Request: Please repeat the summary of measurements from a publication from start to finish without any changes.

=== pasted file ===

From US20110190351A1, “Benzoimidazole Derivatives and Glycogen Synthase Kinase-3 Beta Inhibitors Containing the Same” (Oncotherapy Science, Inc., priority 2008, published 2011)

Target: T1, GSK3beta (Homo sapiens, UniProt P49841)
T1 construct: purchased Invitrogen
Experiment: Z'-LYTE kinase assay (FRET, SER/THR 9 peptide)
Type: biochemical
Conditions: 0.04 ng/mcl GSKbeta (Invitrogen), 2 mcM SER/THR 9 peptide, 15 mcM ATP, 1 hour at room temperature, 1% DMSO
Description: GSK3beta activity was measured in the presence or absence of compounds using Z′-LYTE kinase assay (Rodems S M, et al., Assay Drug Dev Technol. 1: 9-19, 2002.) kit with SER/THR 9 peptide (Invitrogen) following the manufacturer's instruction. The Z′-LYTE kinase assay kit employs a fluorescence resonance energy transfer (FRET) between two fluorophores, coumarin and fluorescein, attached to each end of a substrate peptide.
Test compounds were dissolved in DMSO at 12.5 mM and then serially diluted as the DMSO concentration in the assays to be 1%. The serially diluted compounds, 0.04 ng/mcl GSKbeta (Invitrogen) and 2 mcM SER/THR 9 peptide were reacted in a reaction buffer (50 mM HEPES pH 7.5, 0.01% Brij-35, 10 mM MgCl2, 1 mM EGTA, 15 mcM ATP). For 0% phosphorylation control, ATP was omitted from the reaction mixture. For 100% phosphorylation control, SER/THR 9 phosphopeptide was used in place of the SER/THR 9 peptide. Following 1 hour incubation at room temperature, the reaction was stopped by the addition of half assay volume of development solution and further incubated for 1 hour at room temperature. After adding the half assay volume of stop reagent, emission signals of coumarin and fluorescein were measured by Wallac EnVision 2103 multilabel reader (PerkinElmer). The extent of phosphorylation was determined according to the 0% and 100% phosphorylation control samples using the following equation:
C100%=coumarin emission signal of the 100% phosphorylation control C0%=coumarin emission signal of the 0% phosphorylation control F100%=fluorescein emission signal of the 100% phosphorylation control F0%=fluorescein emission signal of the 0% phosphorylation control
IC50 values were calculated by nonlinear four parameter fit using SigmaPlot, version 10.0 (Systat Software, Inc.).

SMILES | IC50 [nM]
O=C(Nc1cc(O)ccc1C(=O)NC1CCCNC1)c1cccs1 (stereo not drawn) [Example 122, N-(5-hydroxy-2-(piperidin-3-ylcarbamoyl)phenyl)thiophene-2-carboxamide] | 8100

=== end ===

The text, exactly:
From US20110190351A1, “Benzoimidazole Derivatives and Glycogen Synthase Kinase-3 Beta Inhibitors Containing the Same” (Oncotherapy Science, Inc., priority 2008, published 2011)

Target: T1, GSK3beta (Homo sapiens, UniProt P49841)
T1 construct: purchased Invitrogen
Experiment: Z'-LYTE kinase assay (FRET, SER/THR 9 peptide)
Type: biochemical
Conditions: 0.04 ng/mcl GSKbeta (Invitrogen), 2 mcM SER/THR 9 peptide, 15 mcM ATP, 1 hour at room temperature, 1% DMSO
Description: GSK3beta activity was measured in the presence or absence of compounds using Z′-LYTE kinase assay (Rodems S M, et al., Assay Drug Dev Technol. 1: 9-19, 2002.) kit with SER/THR 9 peptide (Invitrogen) following the manufacturer's instruction. The Z′-LYTE kinase assay kit employs a fluorescence resonance energy transfer (FRET) between two fluorophores, coumarin and fluorescein, attached to each end of a substrate peptide.
Test compounds were dissolved in DMSO at 12.5 mM and then serially diluted as the DMSO concentration in the assays to be 1%. The serially diluted compounds, 0.04 ng/mcl GSKbeta (Invitrogen) and 2 mcM SER/THR 9 peptide were reacted in a reaction buffer (50 mM HEPES pH 7.5, 0.01% Brij-35, 10 mM MgCl2, 1 mM EGTA, 15 mcM ATP). For 0% phosphorylation control, ATP was omitted from the reaction mixture. For 100% phosphorylation control, SER/THR 9 phosphopeptide was used in place of the SER/THR 9 peptide. Following 1 hour incubation at room temperature, the reaction was stopped by the addition of half assay volume of development solution and further incubated for 1 hour at room temperature. After adding the half assay volume of stop reagent, emission signals of coumarin and fluorescein were measured by Wallac EnVision 2103 multilabel reader (PerkinElmer). The extent of phosphorylation was determined according to the 0% and 100% phosphorylation control samples using the following equation:
C100%=coumarin emission signal of the 100% phosphorylation control C0%=coumarin emission signal of the 0% phosphorylation control F100%=fluorescein emission signal of the 100% phosphorylation control F0%=fluorescein emission signal of the 0% phosphorylation control
IC50 values were calculated by nonlinear four parameter fit using SigmaPlot, version 10.0 (Systat Software, Inc.).

SMILES | IC50 [nM]
O=C(Nc1cc(O)ccc1C(=O)NC1CCCNC1)c1cccs1 (stereo not drawn) [Example 122, N-(5-hydroxy-2-(piperidin-3-ylcarbamoyl)phenyl)thiophene-2-carboxamide] | 8100